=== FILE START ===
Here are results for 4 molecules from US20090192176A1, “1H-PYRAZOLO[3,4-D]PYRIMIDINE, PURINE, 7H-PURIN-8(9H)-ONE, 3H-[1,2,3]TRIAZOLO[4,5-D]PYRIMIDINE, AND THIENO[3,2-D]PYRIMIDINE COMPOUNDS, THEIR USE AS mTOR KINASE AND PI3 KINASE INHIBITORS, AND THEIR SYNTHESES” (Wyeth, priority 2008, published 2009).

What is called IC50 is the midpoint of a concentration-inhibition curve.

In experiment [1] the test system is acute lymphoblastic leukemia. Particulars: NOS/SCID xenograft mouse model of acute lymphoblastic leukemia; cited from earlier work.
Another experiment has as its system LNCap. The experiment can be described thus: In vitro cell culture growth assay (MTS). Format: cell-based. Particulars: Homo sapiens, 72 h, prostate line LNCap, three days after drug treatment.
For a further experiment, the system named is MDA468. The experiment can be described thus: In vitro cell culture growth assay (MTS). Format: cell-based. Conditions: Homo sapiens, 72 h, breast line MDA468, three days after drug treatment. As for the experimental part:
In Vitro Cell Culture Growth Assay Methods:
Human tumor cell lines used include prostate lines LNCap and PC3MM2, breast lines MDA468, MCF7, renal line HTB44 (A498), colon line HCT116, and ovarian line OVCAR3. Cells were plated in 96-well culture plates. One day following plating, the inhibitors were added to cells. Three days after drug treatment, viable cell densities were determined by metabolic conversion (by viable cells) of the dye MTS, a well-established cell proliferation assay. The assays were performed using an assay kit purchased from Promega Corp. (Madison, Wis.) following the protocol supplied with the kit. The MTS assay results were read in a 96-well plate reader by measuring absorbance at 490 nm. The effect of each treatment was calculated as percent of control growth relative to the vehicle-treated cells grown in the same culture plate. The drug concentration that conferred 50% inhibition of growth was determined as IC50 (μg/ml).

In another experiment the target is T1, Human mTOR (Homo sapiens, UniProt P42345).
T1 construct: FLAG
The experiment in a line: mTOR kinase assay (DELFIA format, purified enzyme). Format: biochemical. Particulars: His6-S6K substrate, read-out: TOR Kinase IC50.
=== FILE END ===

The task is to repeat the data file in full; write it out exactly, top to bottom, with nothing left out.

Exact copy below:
Here are results for 4 molecules from US20090192176A1, “1H-PYRAZOLO[3,4-D]PYRIMIDINE, PURINE, 7H-PURIN-8(9H)-ONE, 3H-[1,2,3]TRIAZOLO[4,5-D]PYRIMIDINE, AND THIENO[3,2-D]PYRIMIDINE COMPOUNDS, THEIR USE AS mTOR KINASE AND PI3 KINASE INHIBITORS, AND THEIR SYNTHESES” (Wyeth, priority 2008, published 2009).

What is called IC50 is the midpoint of a concentration-inhibition curve.

In experiment [1] the test system is acute lymphoblastic leukemia. Particulars: NOS/SCID xenograft mouse model of acute lymphoblastic leukemia; cited from earlier work.
Another experiment has as its system LNCap. The experiment can be described thus: In vitro cell culture growth assay (MTS). Format: cell-based. Particulars: Homo sapiens, 72 h, prostate line LNCap, three days after drug treatment.
For a further experiment, the system named is MDA468. The experiment can be described thus: In vitro cell culture growth assay (MTS). Format: cell-based. Conditions: Homo sapiens, 72 h, breast line MDA468, three days after drug treatment. As for the experimental part:
In Vitro Cell Culture Growth Assay Methods:
Human tumor cell lines used include prostate lines LNCap and PC3MM2, breast lines MDA468, MCF7, renal line HTB44 (A498), colon line HCT116, and ovarian line OVCAR3. Cells were plated in 96-well culture plates. One day following plating, the inhibitors were added to cells. Three days after drug treatment, viable cell densities were determined by metabolic conversion (by viable cells) of the dye MTS, a well-established cell proliferation assay. The assays were performed using an assay kit purchased from Promega Corp. (Madison, Wis.) following the protocol supplied with the kit. The MTS assay results were read in a 96-well plate reader by measuring absorbance at 490 nm. The effect of each treatment was calculated as percent of control growth relative to the vehicle-treated cells grown in the same culture plate. The drug concentration that conferred 50% inhibition of growth was determined as IC50 (μg/ml).

In another experiment the target is T1, Human mTOR (Homo sapiens, UniProt P42345).
T1 construct: FLAG
The experiment in a line: mTOR kinase assay (DELFIA format, purified enzyme). Format: biochemical. Particulars: His6-S6K substrate, read-out: TOR Kinase IC50.